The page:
If you don’t know already, boilies are a kind of pre-made dough ball bait that can be made from almost anything. People make boilies out of egg, fishmeal, protein powder, whatever. They’re called “boilies” because the material is balled up and boiled to give it a hard shell. 

Boilies work very well for carp fishing, but they’re a lot more expensive than corn, which is arguably just as good. Either way, when you start setting up to fish for carp, you want to use some of your bait to chum the water. 

If you’ve never chummed before, you’re basically going to throw some extra bait onto the water’s surface and let it sink. Don’t use too much. You want them to stay hungry, so they don’t think twice about biting the bait that’s on your hook. 

Tying A Hair Rig

Which brings us to our next topic: how to rig your line for carp fishing. Most carp fishermen go for what’s called a “hair rig.” The idea here is to suspend the hook on a leader, just a few inches past a length of line with your bait strung on it. 

The way to do this involves a few knots that can be kind of tricky to get down. You’ll need to put your leader on a barrel swivel with a palomar knot. Then, you’ll attach your hook using a “knotless knot,” leaving a loop. You want to use a heavyweight hook that’s not too flashy. Carp have great vision and you don’t want to risk scaring them off.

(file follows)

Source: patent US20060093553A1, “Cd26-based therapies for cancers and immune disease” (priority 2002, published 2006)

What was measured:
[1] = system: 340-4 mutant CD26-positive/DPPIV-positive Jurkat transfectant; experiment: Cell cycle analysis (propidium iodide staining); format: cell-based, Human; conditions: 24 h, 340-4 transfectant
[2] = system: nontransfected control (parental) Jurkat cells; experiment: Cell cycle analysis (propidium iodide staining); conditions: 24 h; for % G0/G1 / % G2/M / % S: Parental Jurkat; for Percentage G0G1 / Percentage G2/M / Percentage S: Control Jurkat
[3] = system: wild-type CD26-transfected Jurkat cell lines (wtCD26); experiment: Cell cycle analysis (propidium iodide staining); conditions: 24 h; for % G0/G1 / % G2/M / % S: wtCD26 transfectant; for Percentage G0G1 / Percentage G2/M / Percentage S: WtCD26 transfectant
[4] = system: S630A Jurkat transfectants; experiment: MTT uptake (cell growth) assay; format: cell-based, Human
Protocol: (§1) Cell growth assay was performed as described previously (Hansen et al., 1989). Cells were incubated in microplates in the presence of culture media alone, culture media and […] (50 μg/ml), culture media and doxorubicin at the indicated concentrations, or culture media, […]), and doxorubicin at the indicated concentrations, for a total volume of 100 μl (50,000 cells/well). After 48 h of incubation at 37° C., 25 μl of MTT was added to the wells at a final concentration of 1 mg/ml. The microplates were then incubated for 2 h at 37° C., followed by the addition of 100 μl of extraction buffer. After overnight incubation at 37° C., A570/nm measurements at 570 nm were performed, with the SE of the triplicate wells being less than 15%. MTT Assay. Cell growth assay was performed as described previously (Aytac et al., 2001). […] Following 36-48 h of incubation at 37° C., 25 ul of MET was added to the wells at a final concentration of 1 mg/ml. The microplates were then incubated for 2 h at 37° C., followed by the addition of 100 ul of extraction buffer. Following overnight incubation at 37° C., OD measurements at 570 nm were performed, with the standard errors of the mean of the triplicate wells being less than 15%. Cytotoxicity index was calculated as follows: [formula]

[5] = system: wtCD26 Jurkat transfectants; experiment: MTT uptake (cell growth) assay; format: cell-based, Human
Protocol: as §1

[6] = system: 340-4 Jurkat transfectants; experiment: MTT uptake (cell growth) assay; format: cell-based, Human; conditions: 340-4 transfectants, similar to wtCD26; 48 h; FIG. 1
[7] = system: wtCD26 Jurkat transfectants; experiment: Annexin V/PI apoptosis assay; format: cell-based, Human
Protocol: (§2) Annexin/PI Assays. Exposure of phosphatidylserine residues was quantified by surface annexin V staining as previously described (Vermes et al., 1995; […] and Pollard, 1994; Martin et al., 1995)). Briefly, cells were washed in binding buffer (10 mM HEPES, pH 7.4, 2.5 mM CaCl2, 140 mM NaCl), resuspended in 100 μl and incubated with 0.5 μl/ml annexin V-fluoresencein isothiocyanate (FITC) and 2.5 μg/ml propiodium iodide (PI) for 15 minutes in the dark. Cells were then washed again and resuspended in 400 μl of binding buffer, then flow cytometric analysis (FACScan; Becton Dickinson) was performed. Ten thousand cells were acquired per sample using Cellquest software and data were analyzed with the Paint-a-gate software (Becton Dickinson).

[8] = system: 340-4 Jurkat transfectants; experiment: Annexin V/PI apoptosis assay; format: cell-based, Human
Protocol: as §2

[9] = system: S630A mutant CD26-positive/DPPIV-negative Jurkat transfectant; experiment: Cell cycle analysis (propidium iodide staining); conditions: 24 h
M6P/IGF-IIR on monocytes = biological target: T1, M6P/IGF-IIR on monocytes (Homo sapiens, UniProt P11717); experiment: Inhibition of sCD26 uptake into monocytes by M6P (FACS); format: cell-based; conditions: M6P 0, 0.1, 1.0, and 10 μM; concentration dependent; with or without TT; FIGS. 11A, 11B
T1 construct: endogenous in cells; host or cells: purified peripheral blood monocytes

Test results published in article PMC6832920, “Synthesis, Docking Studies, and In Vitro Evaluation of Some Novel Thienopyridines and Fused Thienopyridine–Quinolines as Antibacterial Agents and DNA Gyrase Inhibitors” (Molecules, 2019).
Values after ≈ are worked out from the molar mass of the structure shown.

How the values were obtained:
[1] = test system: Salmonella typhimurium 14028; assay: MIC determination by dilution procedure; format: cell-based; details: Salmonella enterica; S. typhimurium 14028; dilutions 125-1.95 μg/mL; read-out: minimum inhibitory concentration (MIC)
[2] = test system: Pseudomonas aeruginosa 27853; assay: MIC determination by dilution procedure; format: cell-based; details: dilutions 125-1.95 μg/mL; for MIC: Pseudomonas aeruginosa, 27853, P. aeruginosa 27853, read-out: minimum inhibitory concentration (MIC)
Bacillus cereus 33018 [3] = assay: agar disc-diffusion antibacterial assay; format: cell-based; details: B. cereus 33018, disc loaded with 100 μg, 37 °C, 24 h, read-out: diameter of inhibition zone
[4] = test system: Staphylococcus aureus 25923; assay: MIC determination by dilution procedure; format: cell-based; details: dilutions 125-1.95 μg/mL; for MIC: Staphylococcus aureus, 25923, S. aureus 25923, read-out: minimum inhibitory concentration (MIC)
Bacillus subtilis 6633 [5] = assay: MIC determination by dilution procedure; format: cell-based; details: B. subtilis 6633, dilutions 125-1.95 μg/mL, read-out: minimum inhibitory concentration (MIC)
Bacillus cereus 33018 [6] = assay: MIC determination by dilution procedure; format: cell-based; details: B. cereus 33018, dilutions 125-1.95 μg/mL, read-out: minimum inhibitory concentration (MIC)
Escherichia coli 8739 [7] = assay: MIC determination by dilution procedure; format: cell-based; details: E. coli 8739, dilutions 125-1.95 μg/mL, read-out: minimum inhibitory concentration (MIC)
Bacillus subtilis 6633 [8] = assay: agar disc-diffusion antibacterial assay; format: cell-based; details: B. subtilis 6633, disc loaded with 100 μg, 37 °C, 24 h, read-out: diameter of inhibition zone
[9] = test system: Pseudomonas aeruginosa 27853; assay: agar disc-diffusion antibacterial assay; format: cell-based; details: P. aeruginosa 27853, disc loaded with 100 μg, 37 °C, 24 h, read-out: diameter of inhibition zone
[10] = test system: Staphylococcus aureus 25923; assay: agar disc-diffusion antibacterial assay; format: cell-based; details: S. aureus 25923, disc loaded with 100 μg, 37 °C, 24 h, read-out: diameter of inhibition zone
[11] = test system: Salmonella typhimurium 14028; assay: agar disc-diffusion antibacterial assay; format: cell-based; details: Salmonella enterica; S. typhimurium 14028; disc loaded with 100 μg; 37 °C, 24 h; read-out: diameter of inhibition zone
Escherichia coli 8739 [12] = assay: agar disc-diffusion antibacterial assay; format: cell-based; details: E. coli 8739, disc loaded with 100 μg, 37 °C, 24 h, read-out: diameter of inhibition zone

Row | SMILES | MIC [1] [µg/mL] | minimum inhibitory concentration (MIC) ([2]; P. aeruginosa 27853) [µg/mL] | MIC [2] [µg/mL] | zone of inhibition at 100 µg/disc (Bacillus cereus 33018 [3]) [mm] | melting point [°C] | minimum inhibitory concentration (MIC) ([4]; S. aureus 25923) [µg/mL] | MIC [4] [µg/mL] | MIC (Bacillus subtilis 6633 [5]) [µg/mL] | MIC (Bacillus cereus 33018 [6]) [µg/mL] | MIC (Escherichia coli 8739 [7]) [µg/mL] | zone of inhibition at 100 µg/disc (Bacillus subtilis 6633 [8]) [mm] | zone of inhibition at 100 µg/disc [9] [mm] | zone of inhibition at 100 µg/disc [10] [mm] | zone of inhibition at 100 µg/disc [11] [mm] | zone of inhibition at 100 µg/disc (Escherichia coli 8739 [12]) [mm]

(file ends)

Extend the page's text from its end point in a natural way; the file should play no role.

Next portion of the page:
Last, using a beading needle, slide the bait onto the “hair” loop you tied. If that’s as clear as mud, here’s a visual aid. You can weight this rig with a heavy sliding weight. One to four ounces is a good size range for carp fishing. 

How to cast your hair rig

So we have the water chummed with corn or boilies. We have our hair line rigged with more bait. Now we just need to cast our hair rig into the pile of chum and wait. Be patient. Carp are more sensitive than most people give them credit for and will spook. 

Many anglers use a rod holder to keep their line in place. You can even tie a bell to your rod so you know when you’ve got a hit. Carp eat by sucking food in greedily, so when they move over your rig, they’ll gobble the hook and bait all together. 

Bowfishing

If you’re up for a totally different experience to traditional fishing, try bowfishing. Carp are the most popular species to bowfish, and make great sport. All you need to get started is your compound bow and a bowfishing reel